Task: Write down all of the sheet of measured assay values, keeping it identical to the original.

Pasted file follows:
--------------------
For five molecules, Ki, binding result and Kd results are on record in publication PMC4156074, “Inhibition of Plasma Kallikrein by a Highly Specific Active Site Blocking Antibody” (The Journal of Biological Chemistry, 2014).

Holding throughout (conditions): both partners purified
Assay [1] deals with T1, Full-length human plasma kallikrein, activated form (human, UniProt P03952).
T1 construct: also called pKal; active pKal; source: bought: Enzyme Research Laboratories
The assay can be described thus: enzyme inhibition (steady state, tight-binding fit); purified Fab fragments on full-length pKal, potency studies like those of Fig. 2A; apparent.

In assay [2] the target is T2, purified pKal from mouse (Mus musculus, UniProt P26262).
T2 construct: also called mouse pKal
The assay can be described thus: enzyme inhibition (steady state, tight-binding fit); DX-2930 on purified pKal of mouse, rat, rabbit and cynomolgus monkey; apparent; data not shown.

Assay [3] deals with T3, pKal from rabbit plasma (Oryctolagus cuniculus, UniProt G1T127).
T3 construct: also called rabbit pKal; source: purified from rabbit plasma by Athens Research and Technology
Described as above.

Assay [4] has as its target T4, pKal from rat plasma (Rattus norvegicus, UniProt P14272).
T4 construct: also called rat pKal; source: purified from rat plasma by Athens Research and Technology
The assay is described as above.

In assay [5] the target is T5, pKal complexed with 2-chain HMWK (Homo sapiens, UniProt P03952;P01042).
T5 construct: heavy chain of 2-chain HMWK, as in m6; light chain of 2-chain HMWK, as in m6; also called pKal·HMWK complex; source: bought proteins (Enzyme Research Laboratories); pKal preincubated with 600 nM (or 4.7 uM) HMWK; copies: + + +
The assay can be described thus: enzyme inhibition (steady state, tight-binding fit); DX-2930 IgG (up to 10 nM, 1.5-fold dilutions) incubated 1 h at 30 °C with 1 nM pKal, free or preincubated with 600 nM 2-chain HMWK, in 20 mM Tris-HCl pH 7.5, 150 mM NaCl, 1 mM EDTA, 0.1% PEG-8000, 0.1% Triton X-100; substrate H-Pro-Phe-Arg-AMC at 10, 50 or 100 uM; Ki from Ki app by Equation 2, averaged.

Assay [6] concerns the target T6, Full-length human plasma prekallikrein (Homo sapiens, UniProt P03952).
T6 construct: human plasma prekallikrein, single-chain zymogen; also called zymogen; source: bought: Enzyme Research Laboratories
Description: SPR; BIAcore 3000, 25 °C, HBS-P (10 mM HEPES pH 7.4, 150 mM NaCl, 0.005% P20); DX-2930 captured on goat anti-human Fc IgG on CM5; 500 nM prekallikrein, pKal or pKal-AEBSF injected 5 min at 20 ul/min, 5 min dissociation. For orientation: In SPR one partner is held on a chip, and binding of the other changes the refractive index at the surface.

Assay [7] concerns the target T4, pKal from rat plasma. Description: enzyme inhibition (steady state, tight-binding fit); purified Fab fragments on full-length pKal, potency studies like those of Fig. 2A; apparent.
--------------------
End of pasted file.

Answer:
For five molecules, Ki, binding result and Kd results are on record in publication PMC4156074, “Inhibition of Plasma Kallikrein by a Highly Specific Active Site Blocking Antibody” (The Journal of Biological Chemistry, 2014).

Holding throughout (conditions): both partners purified
Assay [1] deals with T1, Full-length human plasma kallikrein, activated form (human, UniProt P03952).
T1 construct: also called pKal; active pKal; source: bought: Enzyme Research Laboratories
The assay can be described thus: enzyme inhibition (steady state, tight-binding fit); purified Fab fragments on full-length pKal, potency studies like those of Fig. 2A; apparent.

In assay [2] the target is T2, purified pKal from mouse (Mus musculus, UniProt P26262).
T2 construct: also called mouse pKal
The assay can be described thus: enzyme inhibition (steady state, tight-binding fit); DX-2930 on purified pKal of mouse, rat, rabbit and cynomolgus monkey; apparent; data not shown.

Assay [3] deals with T3, pKal from rabbit plasma (Oryctolagus cuniculus, UniProt G1T127).
T3 construct: also called rabbit pKal; source: purified from rabbit plasma by Athens Research and Technology
Described as above.

Assay [4] has as its target T4, pKal from rat plasma (Rattus norvegicus, UniProt P14272).
T4 construct: also called rat pKal; source: purified from rat plasma by Athens Research and Technology
The assay is described as above.

In assay [5] the target is T5, pKal complexed with 2-chain HMWK (Homo sapiens, UniProt P03952;P01042).
T5 construct: heavy chain of 2-chain HMWK, as in m6; light chain of 2-chain HMWK, as in m6; also called pKal·HMWK complex; source: bought proteins (Enzyme Research Laboratories); pKal preincubated with 600 nM (or 4.7 uM) HMWK; copies: + + +
The assay can be described thus: enzyme inhibition (steady state, tight-binding fit); DX-2930 IgG (up to 10 nM, 1.5-fold dilutions) incubated 1 h at 30 °C with 1 nM pKal, free or preincubated with 600 nM 2-chain HMWK, in 20 mM Tris-HCl pH 7.5, 150 mM NaCl, 1 mM EDTA, 0.1% PEG-8000, 0.1% Triton X-100; substrate H-Pro-Phe-Arg-AMC at 10, 50 or 100 uM; Ki from Ki app by Equation 2, averaged.

Assay [6] concerns the target T6, Full-length human plasma prekallikrein (Homo sapiens, UniProt P03952).
T6 construct: human plasma prekallikrein, single-chain zymogen; also called zymogen; source: bought: Enzyme Research Laboratories
Description: SPR; BIAcore 3000, 25 °C, HBS-P (10 mM HEPES pH 7.4, 150 mM NaCl, 0.005% P20); DX-2930 captured on goat anti-human Fc IgG on CM5; 500 nM prekallikrein, pKal or pKal-AEBSF injected 5 min at 20 ul/min, 5 min dissociation. For orientation: In SPR one partner is held on a chip, and binding of the other changes the refractive index at the surface.

Assay [7] concerns the target T4, pKal from rat plasma. Description: enzyme inhibition (steady state, tight-binding fit); purified Fab fragments on full-length pKal, potency studies like those of Fig. 2A; apparent.